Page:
But for people like Lowe - and there’s still maybe 100,000 in New Hampshire without insurance - so far it’s as though the consumer protections and the subsidized insurance the law provides don’t exist.

"They're Frustrated"

Helping Lowe figure this all out is her accountant, Robin Wells. Wells is hearing from other clients who can’t afford insurance too.

"They’re frustrated with still how expensive it is. It’s just the penalty they’re feeling it’s not fair," she says.

Wells also points out there are other tax implications with the ACA.

'If my clients get a refund, they do not even care about what they are paying. If they owe money, then I go through the explanation of why.' Robin Wells, Certified Public Accountant

For example, people who bought subsidized insurance on the federal exchange – but who underestimated their income when they bought those plans – may have to pay some of those subsidies back to Uncle Sam.

Nationally, H&R Block says 52 percent of its customers who bought plans on the exchange are paying back part of their subsidy. Halfway through this tax season, the country’s largest tax preparation company says the average subsidy payback its clients are facing is $530.

Robin Wells, the CPA, says it’s confusing. So, on a scale of totally informed to completely bewildered, how educated does she say her clients are on how the Affordable Care Act will affect their taxes this year?

"I don’t think anyone but CPAs are really well-educated on how it affects it," Wells says. "I took an eight-hour class just on the tax implications of this this year. If my clients get a refund, they don’t even care about what they’re paying. If they owe money, then I go through the explanation of why."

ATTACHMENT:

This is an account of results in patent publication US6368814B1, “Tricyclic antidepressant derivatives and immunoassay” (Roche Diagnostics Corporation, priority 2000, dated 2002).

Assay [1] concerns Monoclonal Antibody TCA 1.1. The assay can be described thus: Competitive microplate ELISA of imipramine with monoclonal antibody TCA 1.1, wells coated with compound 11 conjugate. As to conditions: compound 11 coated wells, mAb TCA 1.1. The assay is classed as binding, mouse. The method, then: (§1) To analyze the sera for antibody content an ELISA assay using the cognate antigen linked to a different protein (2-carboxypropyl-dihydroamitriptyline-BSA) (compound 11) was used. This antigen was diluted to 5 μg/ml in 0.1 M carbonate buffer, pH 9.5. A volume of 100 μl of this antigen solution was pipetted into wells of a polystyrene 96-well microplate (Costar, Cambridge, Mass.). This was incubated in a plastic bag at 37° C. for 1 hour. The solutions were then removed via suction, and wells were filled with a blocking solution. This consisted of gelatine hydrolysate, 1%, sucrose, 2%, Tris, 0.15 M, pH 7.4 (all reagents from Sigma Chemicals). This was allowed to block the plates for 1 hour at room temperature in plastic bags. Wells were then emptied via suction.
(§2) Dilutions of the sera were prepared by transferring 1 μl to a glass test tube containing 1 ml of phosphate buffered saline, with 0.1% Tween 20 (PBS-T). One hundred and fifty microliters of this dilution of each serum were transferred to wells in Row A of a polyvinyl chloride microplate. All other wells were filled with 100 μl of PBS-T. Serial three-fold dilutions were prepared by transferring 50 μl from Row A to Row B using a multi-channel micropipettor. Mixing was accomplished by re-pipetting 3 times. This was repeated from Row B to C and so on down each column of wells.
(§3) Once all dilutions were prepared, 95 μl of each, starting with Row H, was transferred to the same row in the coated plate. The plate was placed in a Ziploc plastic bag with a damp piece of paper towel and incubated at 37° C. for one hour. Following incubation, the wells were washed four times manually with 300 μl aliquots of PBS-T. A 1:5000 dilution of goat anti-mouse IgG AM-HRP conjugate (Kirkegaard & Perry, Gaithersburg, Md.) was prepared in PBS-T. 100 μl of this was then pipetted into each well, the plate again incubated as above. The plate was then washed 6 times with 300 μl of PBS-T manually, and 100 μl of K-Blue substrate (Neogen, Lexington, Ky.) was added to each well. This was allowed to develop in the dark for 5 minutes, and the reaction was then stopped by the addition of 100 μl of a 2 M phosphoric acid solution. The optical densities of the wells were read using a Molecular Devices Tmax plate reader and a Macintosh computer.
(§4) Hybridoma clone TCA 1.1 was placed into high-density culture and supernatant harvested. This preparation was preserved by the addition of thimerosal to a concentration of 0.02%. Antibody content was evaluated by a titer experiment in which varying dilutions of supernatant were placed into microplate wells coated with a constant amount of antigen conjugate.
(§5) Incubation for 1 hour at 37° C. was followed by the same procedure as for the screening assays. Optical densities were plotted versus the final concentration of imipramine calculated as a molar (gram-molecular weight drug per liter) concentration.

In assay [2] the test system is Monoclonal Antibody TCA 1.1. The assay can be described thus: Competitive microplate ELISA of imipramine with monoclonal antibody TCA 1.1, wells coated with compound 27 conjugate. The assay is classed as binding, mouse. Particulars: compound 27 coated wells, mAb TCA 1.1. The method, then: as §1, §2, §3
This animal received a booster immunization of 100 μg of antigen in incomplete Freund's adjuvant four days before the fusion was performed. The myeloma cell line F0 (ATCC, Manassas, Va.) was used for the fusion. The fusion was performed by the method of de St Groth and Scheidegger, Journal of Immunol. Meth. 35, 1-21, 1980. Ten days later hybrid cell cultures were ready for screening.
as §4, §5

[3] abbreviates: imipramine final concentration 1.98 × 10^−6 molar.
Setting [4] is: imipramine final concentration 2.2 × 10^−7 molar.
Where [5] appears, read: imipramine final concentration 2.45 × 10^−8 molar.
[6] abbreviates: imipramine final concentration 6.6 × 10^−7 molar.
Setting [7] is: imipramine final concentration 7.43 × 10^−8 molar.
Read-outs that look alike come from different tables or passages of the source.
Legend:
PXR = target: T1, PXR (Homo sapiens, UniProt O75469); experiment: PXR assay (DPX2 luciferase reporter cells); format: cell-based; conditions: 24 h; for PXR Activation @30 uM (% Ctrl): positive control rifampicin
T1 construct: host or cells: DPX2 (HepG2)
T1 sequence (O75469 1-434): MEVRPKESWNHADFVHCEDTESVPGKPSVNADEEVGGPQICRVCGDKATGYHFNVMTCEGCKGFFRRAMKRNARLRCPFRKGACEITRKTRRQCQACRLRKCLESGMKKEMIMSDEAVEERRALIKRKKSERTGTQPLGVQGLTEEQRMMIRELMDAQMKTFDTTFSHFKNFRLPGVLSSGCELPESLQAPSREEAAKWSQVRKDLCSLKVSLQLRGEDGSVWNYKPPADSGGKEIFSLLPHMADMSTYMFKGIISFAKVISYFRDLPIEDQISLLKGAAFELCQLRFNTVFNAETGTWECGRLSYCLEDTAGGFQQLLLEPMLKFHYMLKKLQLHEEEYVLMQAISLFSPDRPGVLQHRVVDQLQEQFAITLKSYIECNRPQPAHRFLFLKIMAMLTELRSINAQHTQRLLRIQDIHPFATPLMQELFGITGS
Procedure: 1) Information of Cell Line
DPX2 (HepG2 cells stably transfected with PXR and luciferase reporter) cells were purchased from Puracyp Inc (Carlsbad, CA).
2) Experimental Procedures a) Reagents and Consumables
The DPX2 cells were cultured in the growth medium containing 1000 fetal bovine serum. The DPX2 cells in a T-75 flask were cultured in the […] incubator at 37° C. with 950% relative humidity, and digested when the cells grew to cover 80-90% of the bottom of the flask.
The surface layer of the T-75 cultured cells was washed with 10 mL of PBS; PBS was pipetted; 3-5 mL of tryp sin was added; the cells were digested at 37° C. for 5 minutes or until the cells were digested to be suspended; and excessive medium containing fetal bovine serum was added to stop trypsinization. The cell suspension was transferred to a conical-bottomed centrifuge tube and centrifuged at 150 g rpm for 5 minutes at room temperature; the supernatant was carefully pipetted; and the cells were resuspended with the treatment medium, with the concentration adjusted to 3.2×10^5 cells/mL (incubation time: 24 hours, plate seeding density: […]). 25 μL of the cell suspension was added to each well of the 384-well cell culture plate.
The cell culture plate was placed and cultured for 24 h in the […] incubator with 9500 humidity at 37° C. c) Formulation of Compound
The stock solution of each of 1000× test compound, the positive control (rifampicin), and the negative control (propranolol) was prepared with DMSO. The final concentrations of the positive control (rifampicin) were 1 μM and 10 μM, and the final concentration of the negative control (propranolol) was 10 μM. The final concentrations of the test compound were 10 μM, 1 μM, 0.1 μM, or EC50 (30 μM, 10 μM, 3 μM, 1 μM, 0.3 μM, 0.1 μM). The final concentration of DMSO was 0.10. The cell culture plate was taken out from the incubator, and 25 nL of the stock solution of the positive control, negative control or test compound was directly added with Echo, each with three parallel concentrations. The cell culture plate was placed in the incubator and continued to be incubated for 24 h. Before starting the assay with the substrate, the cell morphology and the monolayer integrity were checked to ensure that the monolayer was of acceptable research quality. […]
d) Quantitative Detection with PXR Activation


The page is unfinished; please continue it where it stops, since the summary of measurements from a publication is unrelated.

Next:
Wells says that’s when people have an emotional response – when they have to pay. And, in a sense, that’s by design.

Penalty Or Premium?

The 21 different taxes and subsidies in the Affordable Care Act are a series of financial and psychological levers. Ellen Meara, an economist at the Dartmouth Institute, says those carrots and sticks force you to answer a question: Do I want to pay tax penalty, and hope for the best with my health, or a premium, and at least get to go to the doctor?

'In some sense what the act does is it changes the norms....If the norm is that everybody has health insurance coverage, then people start taking it more seriously. And the penalty is one way of making that more salient.' Ellen Meare, The Dartmouth Institute

"In some sense what the act does is it changes the norms," says Meara, "and there is sort of a behavioral component. If the norm is that everybody has health insurance coverage, then people start taking it more seriously. And the penalty is one way of making that more salient."

And it’ll get more salient as the tax penalty ratchets up over three years. It will cap in 2016 at 2.5 percent of household income.

Rachelle Lowe says somewhere along the way, she’ll be pushed to buy a plan.

"It’s the one thing I’m working towards," Lowe says. "Certainly I have home insurance on my house, I have car insurance for my car. My son has health insurance through his father, which is great. But I’d like to have health insurance as well."

Lowe hopes to have enough money saved to buy health insurance by the end of the year. If she does, she’s likely to get another tax penalty next year, but not on her 2016 taxes.